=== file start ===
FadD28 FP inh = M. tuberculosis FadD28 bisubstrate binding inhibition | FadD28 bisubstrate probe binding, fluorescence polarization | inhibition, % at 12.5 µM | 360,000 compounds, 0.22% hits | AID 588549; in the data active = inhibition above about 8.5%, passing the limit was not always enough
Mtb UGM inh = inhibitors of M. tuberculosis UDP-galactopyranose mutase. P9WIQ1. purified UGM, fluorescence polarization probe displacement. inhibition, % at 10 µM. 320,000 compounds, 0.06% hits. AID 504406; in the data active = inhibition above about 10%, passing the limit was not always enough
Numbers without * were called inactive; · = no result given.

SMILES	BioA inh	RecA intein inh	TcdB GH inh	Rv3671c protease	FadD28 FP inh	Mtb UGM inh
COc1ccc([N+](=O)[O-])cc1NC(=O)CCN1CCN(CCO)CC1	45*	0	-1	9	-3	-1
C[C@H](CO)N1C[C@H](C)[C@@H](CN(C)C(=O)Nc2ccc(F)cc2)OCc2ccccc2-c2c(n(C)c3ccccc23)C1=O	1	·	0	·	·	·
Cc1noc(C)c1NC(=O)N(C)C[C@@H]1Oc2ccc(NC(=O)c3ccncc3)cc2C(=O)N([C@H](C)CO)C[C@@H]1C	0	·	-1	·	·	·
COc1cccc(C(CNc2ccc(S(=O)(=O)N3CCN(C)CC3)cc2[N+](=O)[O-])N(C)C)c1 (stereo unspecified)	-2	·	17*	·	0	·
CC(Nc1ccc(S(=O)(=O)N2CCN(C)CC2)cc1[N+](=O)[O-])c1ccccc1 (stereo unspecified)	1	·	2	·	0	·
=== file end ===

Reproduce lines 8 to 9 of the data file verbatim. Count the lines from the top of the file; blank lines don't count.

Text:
COc1cccc(C(CNc2ccc(S(=O)(=O)N3CCN(C)CC3)cc2[N+](=O)[O-])N(C)C)c1 (stereo unspecified)	-2	·	17*	·	0	·
CC(Nc1ccc(S(=O)(=O)N2CCN(C)CC2)cc1[N+](=O)[O-])c1ccccc1 (stereo unspecified)	1	·	2	·	0	·